Campus

National Security Policy

OBJECTIVES:

This course explores the institutions and decision-making processes concerning the procurement, deployment, and employment of U.S. military force since World War II. By the end of the course, each student should be able to: 1) describe in broad terms the substantive issues challenging American national security; 2) assess the strengths and weakness of contending approaches to these issues raised by defense policy analysts; 3) describe the process by which American national security policy is made; and, explain the impact of the process upon the outcome.

REQUIREMENTS:

The course grade will be based on two exams (325 points each) and a research paper (350 points). The direction of borderline grades will be based on class participation. The midterm and final exams will consist of a combination of identification and short essay questions. A week prior to the exam the instructor will hand out a review sheet. The research paper will use theories discussed in the course to make an argument explaining decision(s) regarding the procurement, organization, deployment or employment of military force. The paper must be 10-12 pages long, draw in detail on at least eight sources of information (four of which must be books) to support the argument. On October 4, students must submit a one-page summary of their proposed paper (thesis statement plus rough outline). Rough drafts of the paper are optional and will be accepted for review up until November 1. The final draft of the paper is due on Friday, December 3 (Plan ahead and back up your work: late papers will not be accepted).

Students are responsible for completing and thinking about the assigned reading before coming to class. Class format will be a combination of lecture and discussion. If it becomes clear that the course readings are not being completed, the instructor reserves the right to add to the course requirements through the use of surprise reading quizzes. The successful completion of this course requires attention to both course readings and class lectures and discussions. Absence will be spot checked and academic dishonesty policies will conform to University and College of Arts and Sciences policies as described in the 2004/2005 MU UNDERGRADUATE BULLETIN. All students will be bound by Arts and Sciences rules.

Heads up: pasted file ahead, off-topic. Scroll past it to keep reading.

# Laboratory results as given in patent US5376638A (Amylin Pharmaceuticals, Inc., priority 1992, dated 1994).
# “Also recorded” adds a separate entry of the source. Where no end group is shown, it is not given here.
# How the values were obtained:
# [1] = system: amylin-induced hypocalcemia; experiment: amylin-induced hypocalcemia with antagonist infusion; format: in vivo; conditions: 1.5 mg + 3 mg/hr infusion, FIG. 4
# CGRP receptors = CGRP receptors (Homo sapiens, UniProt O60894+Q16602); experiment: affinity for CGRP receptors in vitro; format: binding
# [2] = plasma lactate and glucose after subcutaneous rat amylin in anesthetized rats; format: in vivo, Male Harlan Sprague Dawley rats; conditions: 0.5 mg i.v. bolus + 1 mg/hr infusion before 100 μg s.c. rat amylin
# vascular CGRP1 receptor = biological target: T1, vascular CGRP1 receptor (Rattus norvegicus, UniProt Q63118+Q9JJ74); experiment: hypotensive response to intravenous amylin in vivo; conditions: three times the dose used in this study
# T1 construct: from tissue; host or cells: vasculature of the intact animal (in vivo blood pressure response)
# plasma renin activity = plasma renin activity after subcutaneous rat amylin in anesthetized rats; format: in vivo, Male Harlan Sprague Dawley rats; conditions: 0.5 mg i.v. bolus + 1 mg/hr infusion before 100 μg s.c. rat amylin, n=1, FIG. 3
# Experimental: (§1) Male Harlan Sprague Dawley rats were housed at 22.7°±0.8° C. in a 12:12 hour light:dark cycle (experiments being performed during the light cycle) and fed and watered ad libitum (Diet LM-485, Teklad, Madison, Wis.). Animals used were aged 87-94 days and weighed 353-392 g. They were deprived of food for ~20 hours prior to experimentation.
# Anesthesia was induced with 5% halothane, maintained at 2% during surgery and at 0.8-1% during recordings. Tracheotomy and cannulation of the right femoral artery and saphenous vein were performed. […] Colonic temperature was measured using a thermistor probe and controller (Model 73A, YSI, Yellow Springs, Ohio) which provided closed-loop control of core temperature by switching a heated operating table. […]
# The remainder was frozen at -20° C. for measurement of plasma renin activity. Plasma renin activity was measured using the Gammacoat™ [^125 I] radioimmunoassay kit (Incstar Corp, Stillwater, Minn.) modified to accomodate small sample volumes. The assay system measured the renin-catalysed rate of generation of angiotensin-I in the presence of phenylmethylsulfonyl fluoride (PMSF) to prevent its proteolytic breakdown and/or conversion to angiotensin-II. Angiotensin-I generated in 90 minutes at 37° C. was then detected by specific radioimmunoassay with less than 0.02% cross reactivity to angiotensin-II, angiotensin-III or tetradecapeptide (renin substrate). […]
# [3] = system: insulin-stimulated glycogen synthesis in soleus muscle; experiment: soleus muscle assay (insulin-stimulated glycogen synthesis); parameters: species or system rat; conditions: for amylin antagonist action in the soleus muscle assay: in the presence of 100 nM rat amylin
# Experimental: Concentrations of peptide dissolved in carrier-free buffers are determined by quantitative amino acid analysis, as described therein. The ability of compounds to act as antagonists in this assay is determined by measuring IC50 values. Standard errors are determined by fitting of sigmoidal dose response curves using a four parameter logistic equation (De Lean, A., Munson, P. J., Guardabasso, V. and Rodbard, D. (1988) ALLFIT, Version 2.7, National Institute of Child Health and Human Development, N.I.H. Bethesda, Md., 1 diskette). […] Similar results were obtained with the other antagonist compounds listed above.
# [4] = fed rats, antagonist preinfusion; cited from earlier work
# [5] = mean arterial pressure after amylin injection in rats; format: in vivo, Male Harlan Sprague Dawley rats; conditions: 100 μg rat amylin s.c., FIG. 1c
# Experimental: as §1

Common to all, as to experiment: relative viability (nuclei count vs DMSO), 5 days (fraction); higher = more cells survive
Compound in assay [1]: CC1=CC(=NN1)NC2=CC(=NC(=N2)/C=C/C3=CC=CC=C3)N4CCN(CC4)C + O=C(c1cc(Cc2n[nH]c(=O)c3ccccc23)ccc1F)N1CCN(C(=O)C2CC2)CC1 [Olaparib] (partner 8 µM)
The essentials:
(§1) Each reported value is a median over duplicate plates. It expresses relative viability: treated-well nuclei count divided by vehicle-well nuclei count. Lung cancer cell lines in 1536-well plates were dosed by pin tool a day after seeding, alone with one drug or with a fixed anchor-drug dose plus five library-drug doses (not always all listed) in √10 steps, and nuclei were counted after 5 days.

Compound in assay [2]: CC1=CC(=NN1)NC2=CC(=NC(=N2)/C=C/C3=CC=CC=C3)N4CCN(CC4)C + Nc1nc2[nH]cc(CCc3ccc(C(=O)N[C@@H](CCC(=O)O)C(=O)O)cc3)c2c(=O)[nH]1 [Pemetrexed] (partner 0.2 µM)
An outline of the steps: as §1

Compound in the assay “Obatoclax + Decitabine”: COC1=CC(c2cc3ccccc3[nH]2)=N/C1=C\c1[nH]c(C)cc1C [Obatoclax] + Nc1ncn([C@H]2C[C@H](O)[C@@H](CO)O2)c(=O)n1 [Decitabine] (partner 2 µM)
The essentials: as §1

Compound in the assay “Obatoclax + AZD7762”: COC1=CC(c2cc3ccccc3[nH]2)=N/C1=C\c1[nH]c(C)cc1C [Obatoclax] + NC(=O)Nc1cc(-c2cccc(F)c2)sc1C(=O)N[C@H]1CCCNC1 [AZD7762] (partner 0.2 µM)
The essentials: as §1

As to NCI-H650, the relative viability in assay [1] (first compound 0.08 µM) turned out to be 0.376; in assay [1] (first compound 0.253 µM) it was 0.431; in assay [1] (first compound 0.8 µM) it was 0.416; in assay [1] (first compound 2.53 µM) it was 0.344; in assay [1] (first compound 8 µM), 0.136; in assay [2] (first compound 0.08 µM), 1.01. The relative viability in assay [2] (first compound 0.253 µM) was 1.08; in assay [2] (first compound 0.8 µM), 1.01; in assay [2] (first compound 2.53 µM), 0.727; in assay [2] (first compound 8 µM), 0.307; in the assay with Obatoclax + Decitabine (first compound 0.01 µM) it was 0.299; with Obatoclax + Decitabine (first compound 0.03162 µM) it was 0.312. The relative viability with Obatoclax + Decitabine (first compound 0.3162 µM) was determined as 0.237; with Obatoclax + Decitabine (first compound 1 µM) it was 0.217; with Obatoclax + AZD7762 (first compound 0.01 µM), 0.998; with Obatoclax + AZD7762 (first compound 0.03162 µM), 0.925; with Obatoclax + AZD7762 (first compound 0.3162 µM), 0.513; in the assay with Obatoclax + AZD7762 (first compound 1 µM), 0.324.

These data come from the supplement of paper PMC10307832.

GRADING SCALE:

1000 point total: 950-1000 = A; 900-949 = AB; 850-899 = B; 800-849 = BC; 750-799 = C; 700-749 = CD; 650-699 = D; 0-649 = F

REQUIRED TEXTS:

  1. Eugene Wittkopf and James McCormick, The Domestic Sources of American Foreign Policy, 4th ed. Boulder: Rowman & Littlefield, 2004.
  2. Donald M. Snow, National Security for a New Era. New York: Pearson, Longman, 2004.
  3. National Commission on Terrorist Attacks, The 9/11 Commission Report 2004.
  4. Bob Woodward, Bush at War. New York: Simon and Schuster, 2003
  5. Bob Woodward, Plan of Attack. New York: Simon and Shuster, 2004.
  6. Select readings on the web/electronic reserve.

COURSE OUTLINE (Tentative Schedule):

PART I: INTRODUCTION

August 30, September 1:

Read: G.W. Bush, Citadel Speeches: 1999 and 2001 [on electronic reserve]

Snow, Introduction and Chapter 1

September 6: No Class/Labor Day

PART II: SECURITY IN CHANGING CONTEXTS

September 3, 8,10,13,15: Changing Times and Competing Visions

Read: Theoretical frameworks: Snow, Chapters 2, 6

Historical experiences: Snow, Chapters 3, 4, and 282-95

2002 National Security Strategy

http://www.whitehouse.gov/nsc/nss.html

PART III: THE PLAYERS AND PROCESSES

September 17,20,22: The Executive

Read: Overview in Snow, pp. 190-96, 202-03

Nelson, Person and Office [WM Chapter 9]

Greenstein, The Changing Leadership of GWB [WM Chapter 24]

Daalder and Destler, National Security Advisors [WM Chapter 11]

Preston and Hermann, Presidential Leadership Style [WM Chapter 25]

September 24,27,29: Congress

Read: Overview in Snow 196-97

 Fisher, Presidential Wars [WM Chapter 10]

Lindsay, From Deference to Activism [WM Chapter 12]

October 1,4,6: Intelligence and Homeland Security

Read: Deutch and Smith, Smarter Intelligence [WM Chapter 15]

Hart Report, Executive Summary

http://www.nssg.gov/PhaseIIIFR.pdf

Overview on DHS in Snow 202-03

Daalder and Destler, Advisor, Czars, and Councils [WM Chapter 16]

October 8,11,13: The Military

Read: Cohen, A Tale of Two Secretaries [WM Chapter 14]

Feaver and Kohn, The Gap [WM Chapter 6]

Snow, 204-210, and Chapters 8 and 9

October 15: Review

October 18: Midterm (In Class)

October 20: Research Papers as Threats to National Security

October 22: Break

October 25,27,29: The American Public, Elections and the Media

Read: Review Snow Chapter 3

Huntington, The Erosion of National Interests [WM Chapter 4]

Murray and Spinosa, The Post 9/11 Shift [WM Chapter 7]

Nincic, Elections and US Foreign Policy [WM Chapter 8]

PART IV: DECISIONS, DECISIONS, DECISIONS

November 1,3,5,8: Failing to Prevent 9/11

Read: The 9/11 Commission Report, Chapters 1-8

November 8,10,12,15,17: Attacking Afghanistan

Read: the 9/11 Commission Report, Chapter 10

Woodward, Bush at War [entire]

November 19, 22, 29, December 1,3: Attacking Iraq

Read: Woodward, Plan of Attack [entire]

November 24-26: Break

PART V: CONCLUSIONS

December 6, 8: So Now What? Proposals for Reform

Read: The 9/11 Commission Report, Chapters 11, 12, 13

December 10: Review

 Final Exam: Friday, December 17: 8:00 - 10:00 a.m.


Department of Political Science

Marquette University
Wehr Physics Building, Room 468
PO Box 1881
Milwaukee, WI 53201-1881
(414) 288-6842 (phone)
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